(Excerpt from Tales From Heritage Farm)
Brilliant pink and subdued rose washed the eastern sky as the twitter of the first morning bird began her melody. The warbling broke the silence of the night and dulled the zinging of the cricket’s chatter. A hush fell on the drone of the frogs down at the pond. A new dawn was breaking.
Frieda tried to turn her back to the rush of noise that aroused her. She covered her ears under her own wing and then, “Cock-a-doodle-doo———— —God-is-good-to-you———————!” broke into her consciousness again. She winced at how loudly the rooster, Maximillian, was crowing.
Roosting in the hen house had grown to be a rather cozy arrangement, snuggling up to feathers on all sides. Lights went out when the sun went down, only to return as the sun did each morning.
It was hard work scratching out a living each day. Twice a day the farmer visited her to replenish her water supply and fill her trough with fresh grain to peck at and consume. Even with his grain delivery, Frieda scratched and pecked most of the day (except when she tried to sleep in late on a lumpy bed of straw.)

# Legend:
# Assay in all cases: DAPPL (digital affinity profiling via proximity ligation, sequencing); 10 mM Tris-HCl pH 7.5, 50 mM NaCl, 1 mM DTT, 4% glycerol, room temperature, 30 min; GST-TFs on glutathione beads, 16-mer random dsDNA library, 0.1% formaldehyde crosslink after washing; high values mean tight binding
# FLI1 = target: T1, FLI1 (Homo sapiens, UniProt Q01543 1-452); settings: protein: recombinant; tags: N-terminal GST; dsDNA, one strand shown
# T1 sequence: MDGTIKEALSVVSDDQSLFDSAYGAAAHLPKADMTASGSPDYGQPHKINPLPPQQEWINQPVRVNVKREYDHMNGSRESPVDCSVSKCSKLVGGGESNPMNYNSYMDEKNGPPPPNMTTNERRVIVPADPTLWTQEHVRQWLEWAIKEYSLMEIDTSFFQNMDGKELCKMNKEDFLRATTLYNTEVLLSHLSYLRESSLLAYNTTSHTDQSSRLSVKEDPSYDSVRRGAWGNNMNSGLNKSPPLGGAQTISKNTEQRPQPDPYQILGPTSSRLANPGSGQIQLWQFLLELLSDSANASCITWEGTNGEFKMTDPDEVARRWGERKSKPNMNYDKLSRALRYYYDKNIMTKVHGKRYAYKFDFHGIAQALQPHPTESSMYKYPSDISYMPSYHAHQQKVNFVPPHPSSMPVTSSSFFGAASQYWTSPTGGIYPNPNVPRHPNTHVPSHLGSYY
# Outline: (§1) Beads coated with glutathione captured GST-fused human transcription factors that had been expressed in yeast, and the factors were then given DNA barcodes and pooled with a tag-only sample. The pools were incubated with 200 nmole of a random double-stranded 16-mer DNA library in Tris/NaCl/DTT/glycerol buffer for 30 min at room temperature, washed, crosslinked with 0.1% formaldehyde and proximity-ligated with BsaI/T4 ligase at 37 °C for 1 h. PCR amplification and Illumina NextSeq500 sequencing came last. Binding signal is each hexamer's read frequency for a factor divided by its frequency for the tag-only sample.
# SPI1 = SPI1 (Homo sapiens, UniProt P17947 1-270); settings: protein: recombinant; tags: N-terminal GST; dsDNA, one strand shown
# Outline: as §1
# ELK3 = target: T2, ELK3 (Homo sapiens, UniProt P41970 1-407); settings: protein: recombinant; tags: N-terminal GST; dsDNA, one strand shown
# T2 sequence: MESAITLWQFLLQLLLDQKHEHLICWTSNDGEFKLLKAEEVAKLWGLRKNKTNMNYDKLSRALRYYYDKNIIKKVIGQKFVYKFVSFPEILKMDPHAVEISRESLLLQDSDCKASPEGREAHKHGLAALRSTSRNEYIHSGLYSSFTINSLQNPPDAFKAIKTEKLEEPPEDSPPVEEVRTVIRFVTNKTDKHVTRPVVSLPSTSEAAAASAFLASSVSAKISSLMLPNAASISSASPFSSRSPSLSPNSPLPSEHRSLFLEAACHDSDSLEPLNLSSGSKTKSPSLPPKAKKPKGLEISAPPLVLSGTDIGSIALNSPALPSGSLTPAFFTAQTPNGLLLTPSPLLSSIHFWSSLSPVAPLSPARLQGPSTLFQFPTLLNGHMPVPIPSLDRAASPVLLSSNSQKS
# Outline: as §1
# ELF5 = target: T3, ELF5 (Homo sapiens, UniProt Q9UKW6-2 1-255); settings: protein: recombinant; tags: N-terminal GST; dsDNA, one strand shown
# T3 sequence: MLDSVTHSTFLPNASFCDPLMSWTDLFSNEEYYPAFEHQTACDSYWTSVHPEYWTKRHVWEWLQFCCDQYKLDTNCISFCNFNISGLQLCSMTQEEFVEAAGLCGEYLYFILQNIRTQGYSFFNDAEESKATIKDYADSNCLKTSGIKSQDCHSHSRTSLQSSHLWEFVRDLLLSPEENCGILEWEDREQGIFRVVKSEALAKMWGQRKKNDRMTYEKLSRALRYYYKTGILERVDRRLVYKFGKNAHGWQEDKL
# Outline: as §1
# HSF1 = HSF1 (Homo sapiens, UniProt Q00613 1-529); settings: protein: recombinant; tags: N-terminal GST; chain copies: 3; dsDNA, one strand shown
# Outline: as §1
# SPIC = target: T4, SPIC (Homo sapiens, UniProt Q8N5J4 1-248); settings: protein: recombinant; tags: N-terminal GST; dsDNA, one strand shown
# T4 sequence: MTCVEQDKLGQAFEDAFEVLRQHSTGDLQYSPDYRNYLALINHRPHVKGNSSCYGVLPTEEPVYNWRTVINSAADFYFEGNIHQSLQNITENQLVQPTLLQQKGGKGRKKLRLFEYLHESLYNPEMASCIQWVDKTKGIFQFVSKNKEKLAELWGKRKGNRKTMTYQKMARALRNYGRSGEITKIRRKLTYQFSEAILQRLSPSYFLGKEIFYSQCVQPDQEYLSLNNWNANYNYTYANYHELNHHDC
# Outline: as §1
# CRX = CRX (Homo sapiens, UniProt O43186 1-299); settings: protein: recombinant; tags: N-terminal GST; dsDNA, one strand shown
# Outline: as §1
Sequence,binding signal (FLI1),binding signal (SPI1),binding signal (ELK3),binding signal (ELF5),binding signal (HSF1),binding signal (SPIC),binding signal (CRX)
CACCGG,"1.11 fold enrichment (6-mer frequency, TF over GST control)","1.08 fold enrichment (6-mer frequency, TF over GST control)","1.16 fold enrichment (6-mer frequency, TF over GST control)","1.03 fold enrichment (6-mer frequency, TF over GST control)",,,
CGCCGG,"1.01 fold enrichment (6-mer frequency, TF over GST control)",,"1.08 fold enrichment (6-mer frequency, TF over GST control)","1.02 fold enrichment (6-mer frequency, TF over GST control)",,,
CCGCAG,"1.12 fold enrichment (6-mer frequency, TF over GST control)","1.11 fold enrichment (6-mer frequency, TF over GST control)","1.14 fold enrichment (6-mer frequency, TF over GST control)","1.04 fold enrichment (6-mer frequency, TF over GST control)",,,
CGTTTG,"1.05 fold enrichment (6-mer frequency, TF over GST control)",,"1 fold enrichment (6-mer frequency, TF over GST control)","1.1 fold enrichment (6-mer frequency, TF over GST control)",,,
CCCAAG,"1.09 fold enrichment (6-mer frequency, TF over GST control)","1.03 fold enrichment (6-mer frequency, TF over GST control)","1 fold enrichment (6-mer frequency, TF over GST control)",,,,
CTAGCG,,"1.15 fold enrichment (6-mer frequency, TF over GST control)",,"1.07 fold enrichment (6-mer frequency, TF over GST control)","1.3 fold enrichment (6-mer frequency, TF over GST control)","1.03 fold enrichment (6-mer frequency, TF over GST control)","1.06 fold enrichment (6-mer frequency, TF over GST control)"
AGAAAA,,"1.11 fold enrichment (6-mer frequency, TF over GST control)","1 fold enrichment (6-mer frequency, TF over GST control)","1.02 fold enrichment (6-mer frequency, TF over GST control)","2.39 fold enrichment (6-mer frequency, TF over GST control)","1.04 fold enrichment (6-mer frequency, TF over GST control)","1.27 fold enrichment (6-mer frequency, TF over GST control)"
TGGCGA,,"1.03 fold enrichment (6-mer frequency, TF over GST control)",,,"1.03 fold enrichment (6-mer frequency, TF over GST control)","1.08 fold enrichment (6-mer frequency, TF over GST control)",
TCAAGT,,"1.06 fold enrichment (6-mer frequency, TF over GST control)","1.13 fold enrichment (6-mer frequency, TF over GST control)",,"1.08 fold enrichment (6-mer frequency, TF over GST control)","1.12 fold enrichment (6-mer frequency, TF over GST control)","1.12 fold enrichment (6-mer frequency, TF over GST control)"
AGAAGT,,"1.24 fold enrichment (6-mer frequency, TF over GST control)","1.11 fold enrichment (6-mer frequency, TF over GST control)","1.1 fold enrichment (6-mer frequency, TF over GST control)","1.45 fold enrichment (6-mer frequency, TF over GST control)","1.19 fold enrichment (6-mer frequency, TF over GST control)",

“Honestly, Frieda,” said Hildy from the perch beside her. “That rooster must think he is God’s gift to chickens. What a conceited blow hard!”
“Oh, I don’t know, Hildy. He seems pretty normal to me.” With that Frieda hopped from her roost, ruffled her feathers and straightened them. Up she jumped onto a nest that the farmer had supplied. Making a few turns to find a comfortable spot, she finally nestled herself on the clean straw.
“Now, what’s bothering you today, Hildy? There must be something.”
Sketch by Wenda Grabau